Researchers Honored for Glass Ceramic Innovation

Dentistry Today
Fraunhofer/Piotr Banczerowski

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Fraunhofer/Piotr Banczerowski

Dental prosthetics need to look natural. They also need to be strong. And, patients prefer quick turnaround while they’re being milled and inserted. Bernhard Durschang and Jörn Probst of the Fraunhofer Institute for Silicate Research ISC have received the Fraunhofer Human-Centered Technology prize for their efforts in developing a material that meets these demands. 

“At more than 500 MPa, our glass ceramic is much stronger and more robust than conventional glass ceramics, which only reach around 350 MPa,” said Probst, who has been responsible for the health application area at Fraunhofer ISC since 2002.

“In addition, post-curing in the furnace is no longer necessary. And, glass ceramics in all different color nuances with their enamel-like translucency have an excellent visual appearance. The prosthesis can be optimally chosen according to the patient’s tooth color and looks completely natural,” said Probst.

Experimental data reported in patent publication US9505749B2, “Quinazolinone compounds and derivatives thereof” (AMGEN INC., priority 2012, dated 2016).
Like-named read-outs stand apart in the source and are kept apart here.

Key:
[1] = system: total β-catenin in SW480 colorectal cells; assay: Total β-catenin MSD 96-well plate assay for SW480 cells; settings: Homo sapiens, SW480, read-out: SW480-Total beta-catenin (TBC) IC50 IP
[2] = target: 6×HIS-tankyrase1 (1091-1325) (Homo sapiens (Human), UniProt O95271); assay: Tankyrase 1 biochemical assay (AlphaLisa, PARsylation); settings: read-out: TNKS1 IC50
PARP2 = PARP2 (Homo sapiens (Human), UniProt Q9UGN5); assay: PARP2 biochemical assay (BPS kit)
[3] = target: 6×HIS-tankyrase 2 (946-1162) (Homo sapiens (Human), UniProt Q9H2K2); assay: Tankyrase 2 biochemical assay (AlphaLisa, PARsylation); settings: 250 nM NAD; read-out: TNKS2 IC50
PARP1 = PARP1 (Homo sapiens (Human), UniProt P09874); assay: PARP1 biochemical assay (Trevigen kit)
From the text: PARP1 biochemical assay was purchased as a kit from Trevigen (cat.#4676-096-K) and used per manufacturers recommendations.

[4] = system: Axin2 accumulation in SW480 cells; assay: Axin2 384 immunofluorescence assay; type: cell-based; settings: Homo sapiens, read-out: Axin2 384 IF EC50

Glass ceramics consist of an amorphous glassy phase and a crystalline portion that provides prosthetics with their strength. Previous researchers have tried to push the proportion of the crystalline phase as high as possible, with many believing the material has reached its maximum potential.

“Instead, we have turned to the properties of the glass phase and thus achieved something amazing,” said Durschang, who has been developing glasses and glass ceramics at Fraunhofer ISC since 1996. 

“Adding various metal oxides to the amorphous portion increases its strength. Thus, the amorphous portion of the unpleasant residual glass that one wants to get rid of is transformed into a useful portion that even increases the overall strength,” said Durschang.

The researchers developed the glass ceramic in partnership with VITA Zahnfabrik H. Rauter GmbH & Co KG and DeguDent GmbH, which are already producing the material with annual revenues in the double-digit million range. The researchers also predict annual growth rates of around 20% for the material in the coming years.

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